Geographically, the prospects for increased tanker rates were deemed higher this time by respondents in Asia (up from 31 per cent to 39 per cent) and in North America (up by 19 percentage points to 43 per cent), but lower in Europe (down from 40 per cent to 36 per cent). Respondents in both Asia and Europe recorded all-time survey lows (of 6 per cent and 5 per cent respectively) when asked to predict whether tanker rates would fall over the coming year.

In the dry bulk sector, meanwhile, there was a 2 percentage-point increase, to 42 per cent, in the overall numbers of those anticipating rate increases. Owners (up 9 percentage points to 52 per cent) led the way, followed by managers, up 2 percentage points to 38 per cent. In the case of charterers, however, the expectation of higher dry bulk rates dropped from 48 per cent to 42 per cent, while there was a corresponding fall in brokers’ expectations, by 11 percentage points to 21 per cent.

Expectations of higher dry bulk rates over the next 12 months were up by 9 percentage points in Asia to 42 per cent, and in North America, from 35 per cent to 56 per cent, but down in Europe by 2 percentage points to 42 per cent.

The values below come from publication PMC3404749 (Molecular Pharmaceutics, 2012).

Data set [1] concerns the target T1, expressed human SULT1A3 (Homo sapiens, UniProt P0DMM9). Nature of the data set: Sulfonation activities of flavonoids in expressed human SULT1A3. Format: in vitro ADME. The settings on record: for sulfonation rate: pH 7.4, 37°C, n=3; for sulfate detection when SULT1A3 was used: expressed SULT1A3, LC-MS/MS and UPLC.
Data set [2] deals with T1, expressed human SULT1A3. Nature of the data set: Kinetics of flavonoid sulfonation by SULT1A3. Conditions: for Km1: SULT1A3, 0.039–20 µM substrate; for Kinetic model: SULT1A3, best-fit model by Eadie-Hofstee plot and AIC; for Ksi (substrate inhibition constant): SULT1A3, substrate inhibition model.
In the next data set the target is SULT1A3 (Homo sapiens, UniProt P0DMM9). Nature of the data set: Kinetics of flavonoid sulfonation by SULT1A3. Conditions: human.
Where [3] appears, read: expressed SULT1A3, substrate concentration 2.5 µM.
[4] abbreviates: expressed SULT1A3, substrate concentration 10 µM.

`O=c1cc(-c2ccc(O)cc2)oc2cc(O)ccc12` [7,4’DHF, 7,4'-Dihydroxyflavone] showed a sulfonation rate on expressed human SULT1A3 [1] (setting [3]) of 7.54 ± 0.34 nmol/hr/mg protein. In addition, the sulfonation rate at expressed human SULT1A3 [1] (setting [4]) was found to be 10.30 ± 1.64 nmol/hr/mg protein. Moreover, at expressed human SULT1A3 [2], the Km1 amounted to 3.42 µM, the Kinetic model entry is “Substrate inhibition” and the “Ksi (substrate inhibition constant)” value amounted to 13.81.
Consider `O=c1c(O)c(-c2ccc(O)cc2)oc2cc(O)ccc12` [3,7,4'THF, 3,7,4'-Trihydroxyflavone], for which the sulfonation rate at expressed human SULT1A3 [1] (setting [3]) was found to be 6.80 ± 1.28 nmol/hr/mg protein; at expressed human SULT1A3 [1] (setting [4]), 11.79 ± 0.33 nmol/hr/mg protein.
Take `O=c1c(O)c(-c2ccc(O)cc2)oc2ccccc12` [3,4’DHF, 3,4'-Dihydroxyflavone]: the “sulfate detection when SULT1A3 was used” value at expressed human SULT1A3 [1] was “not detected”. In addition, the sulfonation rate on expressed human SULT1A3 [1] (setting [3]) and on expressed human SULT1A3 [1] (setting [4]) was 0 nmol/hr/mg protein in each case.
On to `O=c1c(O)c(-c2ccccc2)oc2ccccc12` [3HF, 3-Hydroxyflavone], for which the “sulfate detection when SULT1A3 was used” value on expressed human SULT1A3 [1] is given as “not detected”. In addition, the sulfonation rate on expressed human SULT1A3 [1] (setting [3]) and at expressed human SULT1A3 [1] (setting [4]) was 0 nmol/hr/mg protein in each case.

One respondent said, “It looks like a repeat of 2003 for dry bulkers. It is a good time to buy.” Another noted, “We are confident about improvements in the dry market for 2014 and 2015.” Sounding a more cautious note, however, was the respondent who warned, “Since the start of the year we have seen a big increase in new orders for dry bulk tonnage, coupled with an unexpected hiatus in scrapping. Owners seem to have a death wish unless, of course, they are spending other people’s money. The eco argument is not a justification.”

In the container ship market, there was a 4 percentage-point increase, to 30 per cent, in the overall numbers expecting rates to go up. Owners’ expectations were up by 1 percentage point on last time to 27 per cent, while optimism in this regard on the part of brokers rose from 19 per cent to 25 per cent. The expectations of managers held steady at 28 per cent, but those of charterers dropped by 8 percentage points to 30 per cent. Geographically, expectations of improved container ship rates were up by 9 percentage points in Asia to 33 per cent, but down by 2 percentage points in Europe to 27 per cent. Respondents in North America, meanwhile, recorded a surge in expectations of higher container ship rates, from 17 per cent to 35 per cent.